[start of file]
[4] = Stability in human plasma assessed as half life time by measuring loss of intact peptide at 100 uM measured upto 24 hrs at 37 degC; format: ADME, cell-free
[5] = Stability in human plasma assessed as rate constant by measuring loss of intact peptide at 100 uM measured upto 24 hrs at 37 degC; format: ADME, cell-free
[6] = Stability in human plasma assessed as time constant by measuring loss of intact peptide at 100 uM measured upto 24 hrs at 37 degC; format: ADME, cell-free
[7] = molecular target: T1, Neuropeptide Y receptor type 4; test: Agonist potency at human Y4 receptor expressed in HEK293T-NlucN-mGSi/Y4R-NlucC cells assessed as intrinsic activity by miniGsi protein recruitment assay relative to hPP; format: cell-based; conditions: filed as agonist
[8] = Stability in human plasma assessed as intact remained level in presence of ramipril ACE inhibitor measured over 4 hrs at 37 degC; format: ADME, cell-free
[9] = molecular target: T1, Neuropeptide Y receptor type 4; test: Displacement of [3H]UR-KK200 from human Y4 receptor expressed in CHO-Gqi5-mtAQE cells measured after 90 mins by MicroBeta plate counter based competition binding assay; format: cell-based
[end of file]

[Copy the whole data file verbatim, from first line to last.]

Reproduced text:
[4] = Stability in human plasma assessed as half life time by measuring loss of intact peptide at 100 uM measured upto 24 hrs at 37 degC; format: ADME, cell-free
[5] = Stability in human plasma assessed as rate constant by measuring loss of intact peptide at 100 uM measured upto 24 hrs at 37 degC; format: ADME, cell-free
[6] = Stability in human plasma assessed as time constant by measuring loss of intact peptide at 100 uM measured upto 24 hrs at 37 degC; format: ADME, cell-free
[7] = molecular target: T1, Neuropeptide Y receptor type 4; test: Agonist potency at human Y4 receptor expressed in HEK293T-NlucN-mGSi/Y4R-NlucC cells assessed as intrinsic activity by miniGsi protein recruitment assay relative to hPP; format: cell-based; conditions: filed as agonist
[8] = Stability in human plasma assessed as intact remained level in presence of ramipril ACE inhibitor measured over 4 hrs at 37 degC; format: ADME, cell-free
[9] = molecular target: T1, Neuropeptide Y receptor type 4; test: Displacement of [3H]UR-KK200 from human Y4 receptor expressed in CHO-Gqi5-mtAQE cells measured after 90 mins by MicroBeta plate counter based competition binding assay; format: cell-based